President Obama’s remarks on mass shootings

Video: On Sunday, President Obama spoke in Newtown, Conn., after the Sandy Hook elementary school shooting tragedy.

President Obama’s speech in Newtown, Conn., at a memorial for the 26 students and faculty members killed Friday at Sandy Hook Elementary School, marks his fourth speech after a mass shooting during his first presidential term.

How he has addressed the responses to such acts of violence has varied. Here are key excerpts from Sunday’s speech and his earlier appearances.

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Learn more about mass shootings that occurred this year

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Newtown, Conn.

Dec. 16, 2012

“This is our first task, caring for our children. It’s our first job. If we don’t get that right, we don’t get anything right. That’s how, as a society, we will be judged. And by that measure, can we truly say, as a nation, that we’re meeting our obligations? Can we honestly say that we’re doing enough to keep our children, all of them, safe from harm? Can we claim, as a nation, that we’re altogether there — letting them know that they’re loved and teaching them to love in return? Can we say that we’re truly doing enough to give all the children of this country the chance they deserve to live out their lives in happiness and with purpose?

“I’ve been reflecting on this the last few days, and if we’re honest with ourselves, the answer is no. We’re not doing enough, and we will have to change.

“Since I’ve been president, this is the fourth time we have come together to comfort a grieving community torn apart by mass shootings, the fourth time we’ve hugged survivors, the fourth time we’ve consoled the families of victims. And, in between, there have been an endless series of deadly shootings across the country, almost-daily reports of victims, many of them children, in small towns and big cities all across America. Victims who, much of the time, their only fault was being in the wrong place at the wrong time.

“We can’t tolerate this anymore. These tragedies must end. And to end them, we must change.

“We will be told that the causes of such violence are complex, and that is true. No single law, no set of laws can eliminate evil from the world or prevent every senseless act of violence in our society. But that can’t be an excuse for inaction.

“Surely we can do better than this. If there’s even one step we can take to save another child, or another parent, or another town from the grief that’s visited Tucson, and Aurora, and Oak Creek, and Newtown, and communities from Columbine to Blacksburg before that, then surely we have an obligation to try.

“In the coming weeks, I’ll use whatever power this office holds to engage my fellow citizens, from law enforcement to mental health professionals to parents and educators, in an effort aimed at preventing more tragedies like this. Because what choice do we have?

“We can’t accept events like this as routine. Are we really prepared to say that we’re powerless in the face of such carnage? That the politics are too hard? Are we prepared to say that such violence visited on our children year after year after year is somehow the price of our freedom?”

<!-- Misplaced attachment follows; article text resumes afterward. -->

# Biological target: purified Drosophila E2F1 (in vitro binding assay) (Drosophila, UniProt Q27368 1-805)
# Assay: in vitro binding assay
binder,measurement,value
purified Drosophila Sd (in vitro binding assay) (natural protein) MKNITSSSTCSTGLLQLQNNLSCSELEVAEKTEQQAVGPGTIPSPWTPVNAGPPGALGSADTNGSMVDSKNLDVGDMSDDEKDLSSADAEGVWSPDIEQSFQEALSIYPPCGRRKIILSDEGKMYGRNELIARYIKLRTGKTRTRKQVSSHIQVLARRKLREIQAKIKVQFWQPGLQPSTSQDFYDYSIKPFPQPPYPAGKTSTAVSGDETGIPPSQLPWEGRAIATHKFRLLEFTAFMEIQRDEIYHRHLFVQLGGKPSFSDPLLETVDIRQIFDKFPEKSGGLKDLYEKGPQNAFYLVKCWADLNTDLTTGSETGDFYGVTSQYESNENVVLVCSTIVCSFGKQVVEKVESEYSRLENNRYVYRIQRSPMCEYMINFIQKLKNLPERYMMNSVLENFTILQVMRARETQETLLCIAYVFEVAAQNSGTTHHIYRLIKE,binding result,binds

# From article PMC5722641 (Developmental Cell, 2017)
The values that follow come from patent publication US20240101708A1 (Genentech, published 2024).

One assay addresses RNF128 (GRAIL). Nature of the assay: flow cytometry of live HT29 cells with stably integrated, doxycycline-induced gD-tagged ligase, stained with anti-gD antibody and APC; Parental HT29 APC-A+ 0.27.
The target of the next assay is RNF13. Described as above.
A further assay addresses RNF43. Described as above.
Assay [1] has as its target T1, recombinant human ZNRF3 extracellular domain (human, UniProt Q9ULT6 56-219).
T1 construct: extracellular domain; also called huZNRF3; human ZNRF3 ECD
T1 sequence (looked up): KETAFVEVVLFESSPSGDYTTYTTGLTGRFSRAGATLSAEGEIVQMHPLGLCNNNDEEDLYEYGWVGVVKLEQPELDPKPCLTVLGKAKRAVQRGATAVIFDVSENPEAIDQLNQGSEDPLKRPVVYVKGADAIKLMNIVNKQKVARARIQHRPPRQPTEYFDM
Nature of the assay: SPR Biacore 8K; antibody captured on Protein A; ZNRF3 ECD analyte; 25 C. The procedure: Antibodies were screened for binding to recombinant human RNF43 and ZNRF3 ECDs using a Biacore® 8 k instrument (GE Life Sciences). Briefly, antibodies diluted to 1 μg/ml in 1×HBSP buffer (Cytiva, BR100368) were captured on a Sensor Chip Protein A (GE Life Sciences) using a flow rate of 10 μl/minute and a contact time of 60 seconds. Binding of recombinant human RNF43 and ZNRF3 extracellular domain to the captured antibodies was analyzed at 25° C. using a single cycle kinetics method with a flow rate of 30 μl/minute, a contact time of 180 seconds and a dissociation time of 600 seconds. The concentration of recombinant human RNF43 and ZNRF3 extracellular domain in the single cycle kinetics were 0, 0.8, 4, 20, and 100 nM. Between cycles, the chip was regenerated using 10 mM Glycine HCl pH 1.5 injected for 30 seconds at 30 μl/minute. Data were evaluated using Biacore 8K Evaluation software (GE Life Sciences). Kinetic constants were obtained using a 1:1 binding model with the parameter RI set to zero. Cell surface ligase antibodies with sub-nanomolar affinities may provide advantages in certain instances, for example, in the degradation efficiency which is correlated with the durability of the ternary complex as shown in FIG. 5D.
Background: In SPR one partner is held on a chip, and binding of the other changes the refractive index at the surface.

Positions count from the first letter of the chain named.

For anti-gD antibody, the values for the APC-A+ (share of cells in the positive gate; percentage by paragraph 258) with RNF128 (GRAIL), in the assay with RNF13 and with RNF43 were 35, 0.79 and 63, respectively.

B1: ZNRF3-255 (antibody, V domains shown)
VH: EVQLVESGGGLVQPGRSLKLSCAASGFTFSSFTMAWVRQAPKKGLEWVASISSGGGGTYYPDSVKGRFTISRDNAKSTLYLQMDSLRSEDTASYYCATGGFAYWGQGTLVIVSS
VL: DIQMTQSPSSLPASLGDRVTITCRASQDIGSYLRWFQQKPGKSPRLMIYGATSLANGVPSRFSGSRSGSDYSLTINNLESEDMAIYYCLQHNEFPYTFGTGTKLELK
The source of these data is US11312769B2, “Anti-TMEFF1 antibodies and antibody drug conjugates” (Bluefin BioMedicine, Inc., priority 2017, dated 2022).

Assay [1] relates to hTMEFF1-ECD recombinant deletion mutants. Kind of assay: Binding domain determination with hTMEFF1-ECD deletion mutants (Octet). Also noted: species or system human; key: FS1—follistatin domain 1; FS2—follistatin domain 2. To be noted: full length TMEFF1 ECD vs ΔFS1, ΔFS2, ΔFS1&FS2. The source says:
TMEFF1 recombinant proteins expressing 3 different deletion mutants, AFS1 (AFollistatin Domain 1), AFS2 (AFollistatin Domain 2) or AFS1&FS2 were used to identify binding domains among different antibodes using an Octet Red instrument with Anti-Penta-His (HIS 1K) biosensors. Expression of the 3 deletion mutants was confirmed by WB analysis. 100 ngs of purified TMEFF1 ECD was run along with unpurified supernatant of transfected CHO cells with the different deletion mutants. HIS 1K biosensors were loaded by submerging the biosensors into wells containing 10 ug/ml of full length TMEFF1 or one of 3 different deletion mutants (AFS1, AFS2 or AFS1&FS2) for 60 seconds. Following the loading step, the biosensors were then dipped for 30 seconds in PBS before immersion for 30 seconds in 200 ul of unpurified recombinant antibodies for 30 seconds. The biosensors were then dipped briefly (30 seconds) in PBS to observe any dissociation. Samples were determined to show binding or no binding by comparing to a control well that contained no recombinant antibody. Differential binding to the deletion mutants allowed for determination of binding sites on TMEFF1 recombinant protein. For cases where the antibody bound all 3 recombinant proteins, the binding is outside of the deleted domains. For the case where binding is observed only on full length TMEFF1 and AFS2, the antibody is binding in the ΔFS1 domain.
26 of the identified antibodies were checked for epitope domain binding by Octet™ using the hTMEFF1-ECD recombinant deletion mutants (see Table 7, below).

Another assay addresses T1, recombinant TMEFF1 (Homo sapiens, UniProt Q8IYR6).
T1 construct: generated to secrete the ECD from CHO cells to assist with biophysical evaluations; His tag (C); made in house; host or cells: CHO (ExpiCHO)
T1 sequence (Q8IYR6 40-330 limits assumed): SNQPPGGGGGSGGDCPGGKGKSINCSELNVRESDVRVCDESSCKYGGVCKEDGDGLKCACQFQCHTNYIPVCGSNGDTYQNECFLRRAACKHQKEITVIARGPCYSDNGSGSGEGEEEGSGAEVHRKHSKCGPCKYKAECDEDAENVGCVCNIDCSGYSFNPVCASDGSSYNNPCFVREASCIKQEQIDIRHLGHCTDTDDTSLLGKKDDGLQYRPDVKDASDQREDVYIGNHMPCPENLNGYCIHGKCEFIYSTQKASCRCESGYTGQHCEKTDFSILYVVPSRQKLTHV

Aurora, Colo.

July 22, 2012

“I hope that over the next several days, next several weeks, and next several months, we all reflect on how we can do something about some of the senseless violence that ends up marring this country, but also reflect on all the wonderful people who make this the greatest country on Earth.”

Tucson

Jan. 12, 2011

“You see, when a tragedy like this strikes, it is part of our nature to demand explanations, to try to impose some order on the chaos and make sense out of that which seems senseless.

“Already, we’ve seen a national conversation commence, not only about the motivations behind these killings, but about everything from the merits of gun safety laws to the adequacy of our mental health system. And much — much of this process of debating what might be done to prevent such tragedies in the future is an essential ingredient in our exercise of self-government.

“But at a time when our discourse has become so sharply polarized, at a time when we are far too eager to lay the blame for all that ails the world at the feet of those who happen to think differently than we do, it’s important for us to pause for a moment and make sure that we’re talking with each other in a way that — that heals, not in a way that wounds. . . .

“For the truth is, none of us can know exactly what triggered this vicious attack. None of us can know with any certainty what might have stopped these shots from being fired or what thoughts lurked in the inner recesses of a violent man’s mind.

“Yes, we had to examine all the facts behind this tragedy. We cannot and will not be passive in the face of such violence. We should be willing to challenge old assumptions in order to lessen the prospects of such violence in the future.

“But what we cannot do is use this tragedy as one more occasion to turn on each other.”

Fort Hood, Texas

Nov. 10, 2009

“We are a nation of laws whose commitment to justice is so enduring that we would treat a gunman and give him due process, just as surely as we will see that he pays for his crimes.”

 
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